Globe and Mail
Last month, at remarkable speed, national politicians from all parties set aside their usual partisan dynamics to introduce the Canada Emergency Response Benefit (CERB) in response to the coronavirus-generated economic crisis. The federal government, Parliament and officials involved deserve great credit, and while the CERB currently does not provide benefits to all Canadians, the program is still evolving.
COVID-19 has forced federal and provincial governments to see the limitations of our current income-security framework. Employment insurance (EI) has been revealed as a creaky relic of a bygone economy.Read more
The P.E.I. Legislature's special committee on poverty heard testimony Wednesday on whether it is feasible to create a basic income guarantee for Prince Edward Islanders.
The idea behind a basic income guarantee is to make sure everyone has enough money to live on. Rather than calculating assistance based on ability to work or find a job, people would be guaranteed a certain income under any circumstances.
The committee is working on how the province could afford such a system.Read more
The PEI Working Group for a Livable Income, established in 2003, is receiving support from across Canada for its work toward establishing Basic Income Guarantee (BIG) in PEI. The Working Group had developed its campaign in 2013 and called it C-BIG PEI (https://cbigpei.wixsite.com/c-big-pei)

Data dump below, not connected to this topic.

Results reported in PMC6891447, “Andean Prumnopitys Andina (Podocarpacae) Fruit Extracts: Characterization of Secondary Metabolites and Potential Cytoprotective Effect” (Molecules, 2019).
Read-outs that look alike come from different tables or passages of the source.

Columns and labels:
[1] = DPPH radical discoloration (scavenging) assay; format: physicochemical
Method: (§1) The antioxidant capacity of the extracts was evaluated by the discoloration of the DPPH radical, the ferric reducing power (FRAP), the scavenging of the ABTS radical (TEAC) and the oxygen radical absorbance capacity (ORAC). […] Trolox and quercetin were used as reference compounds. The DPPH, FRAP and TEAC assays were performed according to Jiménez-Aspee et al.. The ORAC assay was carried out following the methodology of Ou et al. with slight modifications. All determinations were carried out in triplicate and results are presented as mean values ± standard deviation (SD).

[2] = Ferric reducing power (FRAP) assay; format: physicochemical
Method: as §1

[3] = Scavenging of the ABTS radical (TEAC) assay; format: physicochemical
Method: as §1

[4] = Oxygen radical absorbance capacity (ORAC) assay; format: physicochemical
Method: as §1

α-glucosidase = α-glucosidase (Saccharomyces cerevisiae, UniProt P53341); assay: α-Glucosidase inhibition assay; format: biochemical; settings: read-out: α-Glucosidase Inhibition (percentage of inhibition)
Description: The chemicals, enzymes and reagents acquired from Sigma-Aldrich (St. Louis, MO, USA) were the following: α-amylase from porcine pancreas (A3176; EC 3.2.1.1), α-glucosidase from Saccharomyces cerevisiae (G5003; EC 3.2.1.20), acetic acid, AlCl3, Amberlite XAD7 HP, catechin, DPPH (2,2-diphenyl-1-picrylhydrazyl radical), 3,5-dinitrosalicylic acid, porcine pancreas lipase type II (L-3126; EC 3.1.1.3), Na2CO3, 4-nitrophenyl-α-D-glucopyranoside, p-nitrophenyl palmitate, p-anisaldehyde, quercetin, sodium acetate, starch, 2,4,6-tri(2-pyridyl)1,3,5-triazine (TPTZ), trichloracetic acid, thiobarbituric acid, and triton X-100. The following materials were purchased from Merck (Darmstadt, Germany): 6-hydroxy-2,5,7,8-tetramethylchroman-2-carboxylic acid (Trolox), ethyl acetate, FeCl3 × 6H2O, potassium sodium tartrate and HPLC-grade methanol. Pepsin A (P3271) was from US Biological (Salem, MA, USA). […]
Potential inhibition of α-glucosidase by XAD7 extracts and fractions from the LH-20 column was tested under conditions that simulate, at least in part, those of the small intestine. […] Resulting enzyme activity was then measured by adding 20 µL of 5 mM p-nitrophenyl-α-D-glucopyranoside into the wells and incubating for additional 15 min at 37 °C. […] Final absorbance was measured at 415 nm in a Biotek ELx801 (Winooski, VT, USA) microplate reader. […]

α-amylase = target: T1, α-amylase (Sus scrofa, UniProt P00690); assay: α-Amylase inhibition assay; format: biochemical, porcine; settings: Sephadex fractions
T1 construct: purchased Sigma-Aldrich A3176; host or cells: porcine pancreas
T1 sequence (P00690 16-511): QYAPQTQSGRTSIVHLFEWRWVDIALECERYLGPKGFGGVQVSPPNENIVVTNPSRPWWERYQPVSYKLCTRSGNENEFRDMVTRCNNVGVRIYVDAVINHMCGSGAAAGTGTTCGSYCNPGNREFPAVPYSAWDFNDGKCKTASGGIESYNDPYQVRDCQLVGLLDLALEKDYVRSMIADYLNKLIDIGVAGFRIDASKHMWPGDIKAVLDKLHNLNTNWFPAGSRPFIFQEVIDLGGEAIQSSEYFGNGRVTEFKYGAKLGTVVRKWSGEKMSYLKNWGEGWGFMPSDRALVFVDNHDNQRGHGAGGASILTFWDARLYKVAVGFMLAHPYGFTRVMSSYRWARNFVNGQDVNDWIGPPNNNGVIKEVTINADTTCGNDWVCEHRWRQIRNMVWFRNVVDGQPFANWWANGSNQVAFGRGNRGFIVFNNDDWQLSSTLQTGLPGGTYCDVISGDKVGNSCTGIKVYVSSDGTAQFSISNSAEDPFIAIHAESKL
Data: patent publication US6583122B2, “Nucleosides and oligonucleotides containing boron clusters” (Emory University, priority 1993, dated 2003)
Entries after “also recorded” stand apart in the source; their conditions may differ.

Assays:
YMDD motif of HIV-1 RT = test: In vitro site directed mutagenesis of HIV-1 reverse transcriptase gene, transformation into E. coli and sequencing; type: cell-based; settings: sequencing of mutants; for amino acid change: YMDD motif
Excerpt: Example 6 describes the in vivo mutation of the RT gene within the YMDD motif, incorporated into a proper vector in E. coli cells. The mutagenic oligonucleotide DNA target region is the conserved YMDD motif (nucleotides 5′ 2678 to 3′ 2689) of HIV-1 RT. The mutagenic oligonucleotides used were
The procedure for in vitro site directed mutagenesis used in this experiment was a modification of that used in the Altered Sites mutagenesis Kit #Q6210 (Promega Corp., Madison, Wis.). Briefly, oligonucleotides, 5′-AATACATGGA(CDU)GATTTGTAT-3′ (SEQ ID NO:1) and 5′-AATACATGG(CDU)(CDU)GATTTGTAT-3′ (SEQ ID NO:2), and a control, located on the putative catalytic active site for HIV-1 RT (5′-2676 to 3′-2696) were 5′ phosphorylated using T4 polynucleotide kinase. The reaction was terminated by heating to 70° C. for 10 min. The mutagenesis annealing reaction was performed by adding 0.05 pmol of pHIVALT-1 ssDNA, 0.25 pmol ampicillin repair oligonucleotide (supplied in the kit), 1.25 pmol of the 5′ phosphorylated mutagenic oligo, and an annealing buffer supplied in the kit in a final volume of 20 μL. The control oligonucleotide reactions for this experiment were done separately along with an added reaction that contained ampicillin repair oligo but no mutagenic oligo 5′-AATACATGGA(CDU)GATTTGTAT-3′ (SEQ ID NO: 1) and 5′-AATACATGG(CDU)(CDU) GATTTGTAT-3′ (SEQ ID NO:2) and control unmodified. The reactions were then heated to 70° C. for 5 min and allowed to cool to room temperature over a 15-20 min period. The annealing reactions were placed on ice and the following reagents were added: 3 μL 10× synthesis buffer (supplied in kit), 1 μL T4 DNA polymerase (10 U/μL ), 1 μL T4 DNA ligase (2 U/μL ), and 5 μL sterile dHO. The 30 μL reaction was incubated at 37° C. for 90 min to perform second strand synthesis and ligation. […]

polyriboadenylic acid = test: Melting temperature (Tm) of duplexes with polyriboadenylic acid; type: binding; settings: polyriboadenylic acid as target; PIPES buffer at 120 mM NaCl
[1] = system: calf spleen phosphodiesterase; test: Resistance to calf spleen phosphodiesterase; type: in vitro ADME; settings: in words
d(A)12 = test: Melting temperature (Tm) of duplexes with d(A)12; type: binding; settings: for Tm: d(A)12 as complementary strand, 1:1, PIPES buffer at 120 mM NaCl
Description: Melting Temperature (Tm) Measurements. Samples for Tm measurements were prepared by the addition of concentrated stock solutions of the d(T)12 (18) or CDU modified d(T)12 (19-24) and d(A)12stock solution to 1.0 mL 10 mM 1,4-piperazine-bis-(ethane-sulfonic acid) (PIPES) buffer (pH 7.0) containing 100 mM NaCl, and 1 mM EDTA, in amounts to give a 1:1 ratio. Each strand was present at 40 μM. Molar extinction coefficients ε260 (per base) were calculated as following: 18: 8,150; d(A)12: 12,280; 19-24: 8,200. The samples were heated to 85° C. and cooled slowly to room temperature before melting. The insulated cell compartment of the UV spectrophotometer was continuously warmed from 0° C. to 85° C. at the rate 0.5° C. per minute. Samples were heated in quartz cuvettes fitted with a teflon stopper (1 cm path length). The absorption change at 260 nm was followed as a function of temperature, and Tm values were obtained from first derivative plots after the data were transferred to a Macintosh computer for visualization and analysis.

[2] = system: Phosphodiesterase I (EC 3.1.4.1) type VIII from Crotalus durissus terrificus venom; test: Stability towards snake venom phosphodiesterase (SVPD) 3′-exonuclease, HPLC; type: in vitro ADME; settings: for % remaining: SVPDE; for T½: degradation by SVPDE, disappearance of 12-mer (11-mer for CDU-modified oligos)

In late November a national initiative group on BIG was formed, made up of promoters representing nine provinces and one territory. The Kingston and Area Group for BIG were the original motivators, having previously identified PEI as an ideal place to start a Basic Income program. The understanding is that it would be a permanent, fully-funded, federal-provincial program. The promoters from across the country see the advantage of having BIG established in a complete provincial jurisdiction.The size of the PEI provides minimal complications.Read more
If it weren't for the cats sometimes, I don't know if I'd bother rising to face the darkness of another day in this so-called happy new year. Apparently the days are getting longer but I'm not feeling it.
I'm usually more like the people in Newfoundland, recently extolled for their seemingly collective reply to the blizzard of blizzards, "Let's make beer fridges out of snow banks!"Read more